have reached a point in time where the governmental system is quite organized, having laws in place for every problem that may arise, but from time to time some people tragically end up in loopholes. One such unlucky person was Mehran Karimi Nasseri, who due to a weird turn of events ended up stuck in an airport for 18 years. It had always been debated on how exactly Nasseri ended up in this situation, with different theories arising over the years of his “imprisonment” within Charles de Gaulle International Airport quarters (to be more specific terminal 1).
A problem within the system
In order to get a better understanding of how Nasseri ended up living in an airport for 18 years, we need to go back in time. In 1973, Nasseri became a student in England at the University of Bradford. During his studies, he participated in a student protest against the last Shah of Iran. the Iranian government didn’t take this action kindly, so when he returned back to Iran (his home country) in 1977, he was expelled for his actions overseas. He wandered around Europe until 1981 when he was admitted by the Belgium government.
At this point, Nasseri searched for a country within Europe that would grant him political asylum in order to get some help from the United Nations about his situation in Iran. Due to him being exiled, he also received the status as a refugee which allowed him to apply for citizenship within European countries. As he was most familiar with England as he spent his years of studies there, he decided to get British citizenship and live there.
Therefore in 1988, he planned to travel to France and from France to England via plane. Once he reached Charles de Gaulle International Airport, he somehow lost his papers stating his status as a refugee, without these papers, he was not able to enter or exit any country. An airport is considered an “international space”, meaning that it is not defined as a country, therefore to live or roam you do not need any papers, however, you can’t exist without the proper papers.
Without knowing a single word of French, he was lost and the man tried to make a living until someone would try to help him. From what had been said by the staff working at the airport, he never seemed to have much of an interest to actually leaving the airport.
He lived by doing small jobs for money within the airport’s quarters and eating at the restaurants within the airport (mostly McDonald’s). He washed in the public toilets and spent most of his time watching the people around the airport and reading books.
After a few years passed, he lost hope, knowing that his fated to die in that airport, without being able to smell fresh air one last time or kiss the soil. It is imperative to mention that Nasseri was not able to exit the airport, in other words, he was not allowed to go outside. Eventually, Nasseri’s situation came to the attention of a French human rights lawyer named Christian Bourguet. Bourguet took up Nasseri’s cause and sought his freedom from his bizarre personal purgatory. Christian soon discovered the loophole in which Nasseri was stuck. In order for Nasseri to get new papers stating he is a refugee, he had to personally go to Belgium, without being able to leave the airport he would never be able to get those papers, therefore never able to leave the airport.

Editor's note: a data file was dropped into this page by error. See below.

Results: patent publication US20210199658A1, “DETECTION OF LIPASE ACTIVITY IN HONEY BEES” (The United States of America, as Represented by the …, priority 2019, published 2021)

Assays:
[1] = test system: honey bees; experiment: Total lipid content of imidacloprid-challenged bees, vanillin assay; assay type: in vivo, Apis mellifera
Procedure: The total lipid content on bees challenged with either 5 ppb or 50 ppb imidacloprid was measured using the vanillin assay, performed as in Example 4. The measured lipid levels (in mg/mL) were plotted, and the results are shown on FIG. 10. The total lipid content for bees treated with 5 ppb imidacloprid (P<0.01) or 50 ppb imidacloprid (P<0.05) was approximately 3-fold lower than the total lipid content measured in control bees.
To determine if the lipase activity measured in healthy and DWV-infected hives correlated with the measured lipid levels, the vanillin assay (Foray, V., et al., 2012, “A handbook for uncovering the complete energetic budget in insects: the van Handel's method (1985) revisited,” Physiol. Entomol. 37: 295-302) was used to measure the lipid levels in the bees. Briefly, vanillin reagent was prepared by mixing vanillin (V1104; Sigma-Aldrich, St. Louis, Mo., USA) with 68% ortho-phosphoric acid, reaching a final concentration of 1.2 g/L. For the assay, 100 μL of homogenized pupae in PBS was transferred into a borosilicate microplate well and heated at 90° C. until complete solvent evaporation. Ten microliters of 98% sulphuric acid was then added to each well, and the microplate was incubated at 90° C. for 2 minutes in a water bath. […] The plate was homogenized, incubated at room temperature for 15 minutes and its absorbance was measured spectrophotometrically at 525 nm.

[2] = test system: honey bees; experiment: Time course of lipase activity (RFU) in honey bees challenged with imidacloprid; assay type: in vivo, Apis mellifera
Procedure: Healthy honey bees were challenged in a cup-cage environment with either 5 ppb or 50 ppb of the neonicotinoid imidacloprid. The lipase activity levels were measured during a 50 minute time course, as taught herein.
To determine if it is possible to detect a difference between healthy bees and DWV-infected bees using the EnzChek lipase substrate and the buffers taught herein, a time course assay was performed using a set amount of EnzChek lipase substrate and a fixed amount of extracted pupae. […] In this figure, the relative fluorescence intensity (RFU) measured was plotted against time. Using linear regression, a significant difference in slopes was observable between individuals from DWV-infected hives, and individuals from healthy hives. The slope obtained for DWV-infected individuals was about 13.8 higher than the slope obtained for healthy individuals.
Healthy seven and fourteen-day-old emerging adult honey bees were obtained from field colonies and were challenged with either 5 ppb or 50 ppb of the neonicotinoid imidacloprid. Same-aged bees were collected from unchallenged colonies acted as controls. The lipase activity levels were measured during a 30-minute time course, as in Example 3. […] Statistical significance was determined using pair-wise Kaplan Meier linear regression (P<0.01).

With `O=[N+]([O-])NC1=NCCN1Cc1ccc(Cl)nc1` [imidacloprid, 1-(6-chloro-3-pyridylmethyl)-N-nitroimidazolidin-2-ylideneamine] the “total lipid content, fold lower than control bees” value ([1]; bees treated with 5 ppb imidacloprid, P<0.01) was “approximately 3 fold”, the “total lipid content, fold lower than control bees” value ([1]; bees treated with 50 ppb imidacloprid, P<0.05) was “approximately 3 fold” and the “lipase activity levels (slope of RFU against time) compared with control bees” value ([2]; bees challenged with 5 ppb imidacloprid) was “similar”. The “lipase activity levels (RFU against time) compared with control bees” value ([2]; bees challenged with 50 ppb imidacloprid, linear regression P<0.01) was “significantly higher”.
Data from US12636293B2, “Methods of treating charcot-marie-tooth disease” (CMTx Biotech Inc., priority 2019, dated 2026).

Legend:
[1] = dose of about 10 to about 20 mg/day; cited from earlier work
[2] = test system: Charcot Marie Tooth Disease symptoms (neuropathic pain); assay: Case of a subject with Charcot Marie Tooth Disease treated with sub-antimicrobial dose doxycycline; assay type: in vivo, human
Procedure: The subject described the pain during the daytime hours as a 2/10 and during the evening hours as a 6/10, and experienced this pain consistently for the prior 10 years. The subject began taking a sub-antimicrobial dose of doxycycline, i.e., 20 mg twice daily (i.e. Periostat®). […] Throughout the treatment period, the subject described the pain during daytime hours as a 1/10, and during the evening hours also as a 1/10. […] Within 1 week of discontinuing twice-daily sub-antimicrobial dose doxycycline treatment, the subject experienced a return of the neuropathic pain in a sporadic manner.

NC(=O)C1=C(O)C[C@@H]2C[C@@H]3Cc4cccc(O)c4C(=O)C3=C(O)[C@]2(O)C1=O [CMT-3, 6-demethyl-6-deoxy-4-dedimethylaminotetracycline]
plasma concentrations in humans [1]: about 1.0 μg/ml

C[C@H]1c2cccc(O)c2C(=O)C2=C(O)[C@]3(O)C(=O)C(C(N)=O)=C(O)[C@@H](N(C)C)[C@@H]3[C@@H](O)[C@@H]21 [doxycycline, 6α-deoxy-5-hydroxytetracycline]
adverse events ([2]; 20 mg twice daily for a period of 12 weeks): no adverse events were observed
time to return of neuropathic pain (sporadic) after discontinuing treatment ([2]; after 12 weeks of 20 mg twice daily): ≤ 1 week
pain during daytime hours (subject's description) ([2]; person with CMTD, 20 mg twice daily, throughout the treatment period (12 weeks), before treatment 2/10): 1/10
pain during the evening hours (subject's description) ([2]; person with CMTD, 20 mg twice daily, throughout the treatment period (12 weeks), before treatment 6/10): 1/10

Nasseri’s mistake that cost him 7 extra years
Christian Bourguet pursued the issue for more than ten years, by finally convincing Belgium in 1999 to send Nasseri the replacement papers. This would have provided him with a permit to stay in France. Surprisingly, once Nasseri received the right documentation, he rejected the paperwork because he thought it was fake, therefore deciding to remain at the airport. At that point, the employers of the Airport thought that Nasseri went crazy from all the years spent inside.
At last, in 2006 Nasseri exited the airport by force, as he had to be hospitalized due to illness. That was the first time he went out of the airport since 1988. After he got better, he was given the right papers and explained the situation. Nasseri’s story truly defines that even in this “civilized” time that we live in, we are still crazy stuck in a political system that destroys lives without knowing.
Faith dies last
This story had also inspired a great movie called “The Terminal” which represents the sort of life that Nasseri lived during these 18 years. The film came out in 2004, whilst Nasseri was still stuck inside the airport, as he was also interviewed by the creators of the film as well as asked for the rights to use his story. In 2005, he was given over 300,000 US dollars for the rights to use his story.
Rumors have it that he used the money to finally get his British citizenship and start the life he wanted for two decades.